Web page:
Over the course of the semester, students will complete a critical paper of 10 pages minimum, excluding bibliography and footnotes. The paper is designed to help students reflect, analyze, and discuss core themes and ideas encountered in Advanced Visual Studies, engaging with primary and secondary materials, and develop a background in the area that will allow them to pursue more in-depth research projects in the future, e.g.a thesis, an essay, a show proposal, an art project or a dissertation.
Students are expected to design a critical project based on their own interest related to the course's themes and concerns. Students may choose to focus on a particular artist, artwork, medium, theme, type of representation of non-human species in contemporary art. The instructor will not assign a specific topic.
The essay must be critical in nature, that is, analytical and interpretative and not merely descriptive. Students are expected to critically engage with the theories, concepts, and frameworks discussed in class for a poignant investigation of an artwork, series of artworks by one or more artists, themes or issues related to the role played by non human animals in art.
Three things to consider:
1) Please note that although students can draw from different types of sources, a Final Project that does not consider academic books, journals, and websites will not considered appropriately researched and will be marked accordingly. Wikipedia is not considered an academic source. Like any encyclopedia or dictionary, this is an acceptable place to get basic information about a topic, however academic research requires sources that go beyond basic information. In short, Wikipedia should be considered a point of departure, and not of arrival.
2) Students are STRONGLY encouraged to include images in the final essay, but to make a point, not for mere decorative purposes. Images must be fully examined and referenced in the text. All images must be properly accompanied with proper credits and captions.
3) The instructor will not read or review drafts.
The Final Project requires a Proposal and a literature review (see 3.4). It is essential to discuss your ideas with the instructor before developing and submitting a full proposal. It is also a very good idea to look ahead in the syllabus and get started early.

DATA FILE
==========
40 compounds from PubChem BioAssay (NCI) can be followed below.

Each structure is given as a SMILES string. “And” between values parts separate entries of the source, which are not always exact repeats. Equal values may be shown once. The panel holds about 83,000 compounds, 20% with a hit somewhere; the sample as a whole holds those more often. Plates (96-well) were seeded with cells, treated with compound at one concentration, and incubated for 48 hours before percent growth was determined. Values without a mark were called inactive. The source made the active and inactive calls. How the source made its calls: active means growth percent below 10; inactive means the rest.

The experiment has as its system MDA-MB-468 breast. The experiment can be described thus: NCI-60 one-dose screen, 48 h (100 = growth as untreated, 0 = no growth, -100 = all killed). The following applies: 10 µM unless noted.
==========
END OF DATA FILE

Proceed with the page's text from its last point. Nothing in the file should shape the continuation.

Technical requirements: The Final Project is a written document consisting of 3500 words (approximately 10 pages). It must be formatted in Chicago Style and use the following parameters: Arial Font, Size 12, Spacing 1.5. For the electronic version, the paper must be saved as a .RTF or .DOC format. Other formats, e.g. .PDF, are not acceptable.
Submission method: The Final Project must be submitted in two ways: 1) as a printed document handed brevi manu to the instructor on the last day of class and as 2) an electronic file, sent to the instructor via email no later than noon on April 30, 2014. Late papers will not be accepted. Failure to submit the paper on time in both printed and electronic format will result in a “F” grade. All papers will be reviewed and graded within a week.
3.4 Final Project Proposal (Due April 2, 2014)
The Final Project Proposal is a written document consisting of 1500 words (approximately 4 pages). Such document provides a detailed description of the final project and outlines plans for research as well as relevant questions and concerns. Like any solid proposal (for a book, article, grant or exhibition), this proposal should be clear, specific, and persuasive. It should demonstrate why this project is creative, critical, and worth pursuing.
The four essential elements of the proposal are: